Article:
Is there wisdom in the "No" vote?
We read through emails this afternoon from Minnesotans in MPR's Public Insight Network who told us they would not vote for their school levy next week.
It's telling when people who say they've long supported public education share their misgivings. Whether you support or oppose your local levy next week, there's something to be learned from the "No" voters we heard from. Here's a sampling.
Thomas Binsfield, Sauk Rapids
I visit schools from all across the state administering standardized tests. This job has given me an excellent opportunity to see the differences between school districts. Given this perspective, my local school district is faring significantly better in terms of facilities, academic/athletic/extracurricular activities than many others. I do not see a reason to support a levy that will continue to divide the "haves" from the "have nots".
Jonathan James, Stillwater
I am 100% behind investments in education. My grandfather was a college prof., father a prof, brothers and uncles are teachers, and I am a certified public school substitute. But, I will vote against the district referendum. The reason is that my kids attend a (private school operating) on 60-70% of the budget of Stillwater schools with higher achievement. It is fiscally irresponsible for us to continue to feed the mega schools. AND - instead of stop dumping money into war and wall street, we should take some of the billions from the military and invest in schools! The money is already there - it is just being spent on idiotic programs like laser guided explosives instead of books.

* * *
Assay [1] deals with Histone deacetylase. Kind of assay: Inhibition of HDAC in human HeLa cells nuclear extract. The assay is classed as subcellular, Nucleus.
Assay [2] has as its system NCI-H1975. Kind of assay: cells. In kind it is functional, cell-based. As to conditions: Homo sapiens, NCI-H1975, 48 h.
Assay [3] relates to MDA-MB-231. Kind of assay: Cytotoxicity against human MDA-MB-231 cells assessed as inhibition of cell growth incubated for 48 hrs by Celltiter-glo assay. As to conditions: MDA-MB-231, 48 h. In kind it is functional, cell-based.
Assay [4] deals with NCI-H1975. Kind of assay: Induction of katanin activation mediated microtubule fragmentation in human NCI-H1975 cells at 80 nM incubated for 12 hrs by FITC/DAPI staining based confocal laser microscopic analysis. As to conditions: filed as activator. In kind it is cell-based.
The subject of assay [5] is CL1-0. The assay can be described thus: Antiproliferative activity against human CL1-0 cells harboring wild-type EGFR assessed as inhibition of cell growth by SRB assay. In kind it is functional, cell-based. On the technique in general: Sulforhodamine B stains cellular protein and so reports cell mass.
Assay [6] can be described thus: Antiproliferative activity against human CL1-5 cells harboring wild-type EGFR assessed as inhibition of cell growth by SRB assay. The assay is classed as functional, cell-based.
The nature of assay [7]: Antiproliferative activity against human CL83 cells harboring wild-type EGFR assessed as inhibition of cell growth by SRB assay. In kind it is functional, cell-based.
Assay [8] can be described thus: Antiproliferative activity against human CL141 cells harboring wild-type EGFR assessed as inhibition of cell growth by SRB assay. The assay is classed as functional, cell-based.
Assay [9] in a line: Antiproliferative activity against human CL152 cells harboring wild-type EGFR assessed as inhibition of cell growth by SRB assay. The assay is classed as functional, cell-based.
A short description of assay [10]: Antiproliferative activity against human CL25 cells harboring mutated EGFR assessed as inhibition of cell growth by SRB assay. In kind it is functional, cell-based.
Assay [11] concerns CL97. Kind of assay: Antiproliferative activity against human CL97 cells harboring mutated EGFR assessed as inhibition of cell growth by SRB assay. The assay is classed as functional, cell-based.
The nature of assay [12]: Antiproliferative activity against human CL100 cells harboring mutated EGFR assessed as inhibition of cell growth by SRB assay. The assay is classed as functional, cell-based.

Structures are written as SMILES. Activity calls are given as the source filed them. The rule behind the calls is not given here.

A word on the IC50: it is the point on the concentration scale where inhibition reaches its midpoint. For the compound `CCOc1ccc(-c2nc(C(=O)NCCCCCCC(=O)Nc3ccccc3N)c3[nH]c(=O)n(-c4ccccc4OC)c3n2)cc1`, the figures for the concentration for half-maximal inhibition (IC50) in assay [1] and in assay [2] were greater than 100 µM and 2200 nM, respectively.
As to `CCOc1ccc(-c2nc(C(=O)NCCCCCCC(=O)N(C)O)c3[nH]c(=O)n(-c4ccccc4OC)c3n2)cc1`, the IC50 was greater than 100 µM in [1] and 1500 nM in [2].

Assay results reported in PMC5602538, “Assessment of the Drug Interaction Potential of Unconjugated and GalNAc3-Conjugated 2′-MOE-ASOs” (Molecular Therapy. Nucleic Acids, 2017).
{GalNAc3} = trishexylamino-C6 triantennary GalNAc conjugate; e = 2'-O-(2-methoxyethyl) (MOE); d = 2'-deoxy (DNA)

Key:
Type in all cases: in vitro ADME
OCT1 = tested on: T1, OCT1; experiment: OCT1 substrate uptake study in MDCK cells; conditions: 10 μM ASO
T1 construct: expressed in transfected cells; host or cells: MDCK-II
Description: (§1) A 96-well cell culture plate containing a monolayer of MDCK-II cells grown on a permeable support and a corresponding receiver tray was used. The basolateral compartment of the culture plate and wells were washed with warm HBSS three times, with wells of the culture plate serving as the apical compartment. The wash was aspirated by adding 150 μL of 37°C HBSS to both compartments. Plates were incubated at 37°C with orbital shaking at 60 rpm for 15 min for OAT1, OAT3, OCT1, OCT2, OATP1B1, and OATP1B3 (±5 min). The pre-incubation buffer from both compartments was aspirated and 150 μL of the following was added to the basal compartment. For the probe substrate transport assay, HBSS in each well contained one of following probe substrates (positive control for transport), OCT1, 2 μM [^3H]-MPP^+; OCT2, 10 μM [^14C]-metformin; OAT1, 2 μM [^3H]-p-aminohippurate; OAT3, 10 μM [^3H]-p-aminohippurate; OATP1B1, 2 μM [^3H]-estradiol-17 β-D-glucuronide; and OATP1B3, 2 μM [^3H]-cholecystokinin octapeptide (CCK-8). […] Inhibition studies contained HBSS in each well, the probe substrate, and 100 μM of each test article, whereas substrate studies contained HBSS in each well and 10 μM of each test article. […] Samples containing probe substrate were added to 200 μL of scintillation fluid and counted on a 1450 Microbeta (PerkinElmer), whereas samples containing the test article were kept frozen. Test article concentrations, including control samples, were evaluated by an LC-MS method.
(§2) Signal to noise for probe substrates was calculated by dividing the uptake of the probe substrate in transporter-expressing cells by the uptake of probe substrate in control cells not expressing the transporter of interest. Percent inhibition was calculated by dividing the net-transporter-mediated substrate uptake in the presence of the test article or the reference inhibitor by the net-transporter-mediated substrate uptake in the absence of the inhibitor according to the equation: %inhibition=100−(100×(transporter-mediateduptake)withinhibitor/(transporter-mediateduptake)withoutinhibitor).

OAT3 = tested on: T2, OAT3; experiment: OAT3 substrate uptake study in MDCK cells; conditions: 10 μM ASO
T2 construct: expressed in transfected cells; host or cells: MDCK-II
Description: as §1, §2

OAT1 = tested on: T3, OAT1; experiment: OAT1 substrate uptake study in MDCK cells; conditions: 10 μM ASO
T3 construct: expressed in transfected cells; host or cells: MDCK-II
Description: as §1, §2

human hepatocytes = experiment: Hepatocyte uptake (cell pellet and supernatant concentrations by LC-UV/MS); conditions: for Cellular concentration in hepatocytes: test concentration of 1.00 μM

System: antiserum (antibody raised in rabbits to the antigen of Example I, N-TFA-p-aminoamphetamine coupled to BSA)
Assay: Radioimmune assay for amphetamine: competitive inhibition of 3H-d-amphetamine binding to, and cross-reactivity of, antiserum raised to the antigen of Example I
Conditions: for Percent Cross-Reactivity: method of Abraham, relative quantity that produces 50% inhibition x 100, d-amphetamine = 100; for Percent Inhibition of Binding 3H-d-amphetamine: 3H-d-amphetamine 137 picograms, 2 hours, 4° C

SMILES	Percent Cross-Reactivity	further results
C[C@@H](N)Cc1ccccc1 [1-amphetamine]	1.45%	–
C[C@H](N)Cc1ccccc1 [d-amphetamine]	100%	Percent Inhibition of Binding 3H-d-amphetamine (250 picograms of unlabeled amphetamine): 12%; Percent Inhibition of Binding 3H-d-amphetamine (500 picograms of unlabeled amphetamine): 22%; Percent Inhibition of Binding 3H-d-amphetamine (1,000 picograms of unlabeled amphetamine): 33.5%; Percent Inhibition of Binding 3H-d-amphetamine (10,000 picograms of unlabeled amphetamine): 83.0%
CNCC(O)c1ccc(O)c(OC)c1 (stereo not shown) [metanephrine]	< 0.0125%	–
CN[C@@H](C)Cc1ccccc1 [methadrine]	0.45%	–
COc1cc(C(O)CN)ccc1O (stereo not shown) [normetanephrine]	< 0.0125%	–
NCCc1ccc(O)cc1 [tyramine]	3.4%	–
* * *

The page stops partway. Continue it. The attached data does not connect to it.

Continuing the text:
Bob Anttila, Cloquet
From 30 years' experience as a public school teacher, it is my opinion that any additional money will be used either to pay for a new football stadium, hire more hockey, football, wrestling and basketball coaches ("By the way can you teach something?"), or add a new gym or air conditioned administrative offices/administrators. Historically, adding real classrooms and real teachers to lower the class size to increase the quality of education for the students virtually always takes a back seat to the aforementioned.
Nearly 80 school districts last year sought operating money from local voters through new or renewed property tax levies. It was a mixed bag. Levies passed in more than 40 districts. Of the total levy questions asked of voters in those districts, more than half failed.
On Tuesday, more than 120 districts will ask voters for money for schools. With the economy still struggling, what will voters do?